Mar 13, 2014
I have enjoyed the book, but in different ways as I was advancing on its pages.
I find the first half of the book as a nostalgic description of the mostly nice memories the author has from his childhood in Nigeria. The manner how he describes that time of his life and the feelings he had to the land and people there made me remember my own chilhood in a place closer to Africa in several senses than many of the people I met as a child would admit now. This part is mostly about the boy and the view, through his candid eyes, of the world (the people, the animals, the landscapes) that was in front of him.
But then, almost suddenly, we start to learn about the African, about war, loneliness, the unfairness and unjustices of the colonialism and how all of them left a deep scar in the personality of the writer's father. That changed the life of the family too, and Le Clezio masterly uses the book to try to learn, to try to justify, to try to forgive his own father while at the same time criticizes the behaviour of the colonial powers and the greed of its people in Africa, the absurdity of the war and the everyday fight against death that we can still find in many developing countries. Instead of the child, we hear now the voice of the adult, the man trying to understand his father in an uncomprehensible world.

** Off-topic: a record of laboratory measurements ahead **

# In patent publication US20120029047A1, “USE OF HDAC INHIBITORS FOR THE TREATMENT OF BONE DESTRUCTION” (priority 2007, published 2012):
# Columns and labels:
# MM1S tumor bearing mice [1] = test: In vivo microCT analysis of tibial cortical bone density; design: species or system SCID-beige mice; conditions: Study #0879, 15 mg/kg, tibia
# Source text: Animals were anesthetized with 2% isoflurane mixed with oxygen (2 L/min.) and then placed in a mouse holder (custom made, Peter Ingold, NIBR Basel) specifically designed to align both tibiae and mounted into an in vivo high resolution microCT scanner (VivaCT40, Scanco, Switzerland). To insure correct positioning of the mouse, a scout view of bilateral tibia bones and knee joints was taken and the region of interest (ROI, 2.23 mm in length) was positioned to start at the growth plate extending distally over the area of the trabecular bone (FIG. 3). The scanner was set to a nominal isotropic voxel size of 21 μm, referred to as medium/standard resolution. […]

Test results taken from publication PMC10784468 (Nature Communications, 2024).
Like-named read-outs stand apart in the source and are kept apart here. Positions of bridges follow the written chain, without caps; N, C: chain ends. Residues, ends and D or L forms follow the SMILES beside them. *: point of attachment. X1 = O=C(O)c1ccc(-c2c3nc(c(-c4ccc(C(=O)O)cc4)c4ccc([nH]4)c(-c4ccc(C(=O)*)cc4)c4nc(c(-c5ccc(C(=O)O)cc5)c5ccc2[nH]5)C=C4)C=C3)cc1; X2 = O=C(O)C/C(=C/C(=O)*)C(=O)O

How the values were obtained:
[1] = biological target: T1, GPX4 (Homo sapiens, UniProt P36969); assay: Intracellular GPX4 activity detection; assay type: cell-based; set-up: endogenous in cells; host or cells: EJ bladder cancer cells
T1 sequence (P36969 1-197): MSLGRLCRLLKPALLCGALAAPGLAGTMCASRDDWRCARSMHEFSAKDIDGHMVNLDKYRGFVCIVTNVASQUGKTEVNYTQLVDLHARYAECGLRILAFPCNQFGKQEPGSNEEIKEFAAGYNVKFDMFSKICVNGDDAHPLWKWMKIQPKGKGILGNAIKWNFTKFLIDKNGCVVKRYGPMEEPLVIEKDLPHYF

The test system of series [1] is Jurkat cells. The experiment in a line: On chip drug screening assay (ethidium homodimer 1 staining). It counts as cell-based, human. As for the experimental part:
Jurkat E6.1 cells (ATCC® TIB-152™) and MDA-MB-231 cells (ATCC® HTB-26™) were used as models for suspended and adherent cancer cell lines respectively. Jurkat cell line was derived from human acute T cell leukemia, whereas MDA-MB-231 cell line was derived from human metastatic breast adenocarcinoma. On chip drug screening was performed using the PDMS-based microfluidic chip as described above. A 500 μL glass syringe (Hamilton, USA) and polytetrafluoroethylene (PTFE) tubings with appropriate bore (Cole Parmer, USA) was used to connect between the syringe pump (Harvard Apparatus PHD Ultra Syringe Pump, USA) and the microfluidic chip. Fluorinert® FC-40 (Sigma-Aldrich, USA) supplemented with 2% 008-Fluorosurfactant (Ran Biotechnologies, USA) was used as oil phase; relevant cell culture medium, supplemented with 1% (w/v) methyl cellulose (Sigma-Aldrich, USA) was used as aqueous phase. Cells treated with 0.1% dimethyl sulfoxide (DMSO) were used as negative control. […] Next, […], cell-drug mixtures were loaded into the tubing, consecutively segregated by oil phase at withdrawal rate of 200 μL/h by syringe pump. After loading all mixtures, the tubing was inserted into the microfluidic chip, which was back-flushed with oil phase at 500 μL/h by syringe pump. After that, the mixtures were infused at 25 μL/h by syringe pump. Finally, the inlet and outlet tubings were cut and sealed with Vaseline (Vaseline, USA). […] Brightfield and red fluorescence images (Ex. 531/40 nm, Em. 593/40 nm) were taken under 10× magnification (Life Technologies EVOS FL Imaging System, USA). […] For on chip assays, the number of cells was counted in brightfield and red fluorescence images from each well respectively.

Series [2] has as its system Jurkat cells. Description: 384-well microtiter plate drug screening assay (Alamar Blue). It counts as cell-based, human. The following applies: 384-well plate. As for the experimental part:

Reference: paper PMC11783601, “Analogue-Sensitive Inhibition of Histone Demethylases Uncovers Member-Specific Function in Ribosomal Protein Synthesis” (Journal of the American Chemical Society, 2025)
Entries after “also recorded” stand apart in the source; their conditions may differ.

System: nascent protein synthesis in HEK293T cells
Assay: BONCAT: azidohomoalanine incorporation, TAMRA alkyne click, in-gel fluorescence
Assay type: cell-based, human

I find this book amazing because the author deals with all that social, psicological, antropological and even political complexity easily, in a quite short book, seemingly without any effort, as talking to a good friend while drinking a cup of tea. But the memories, the sentiments and the realities described are far from simple, far from easy to write about.
I think I will read more books that came out from your typewriter, monsieur Le Clezio.
Mar 2, 2014
In the second half of the book, we read a more intimate part of the story. Le Clezio talks about his father, his personality, his relationships with his children, with the people he works. He searches for the causes of what made his father an unhappy man, unable to show love for his children, and he blames the war. What else is there? Do you agree with this vision?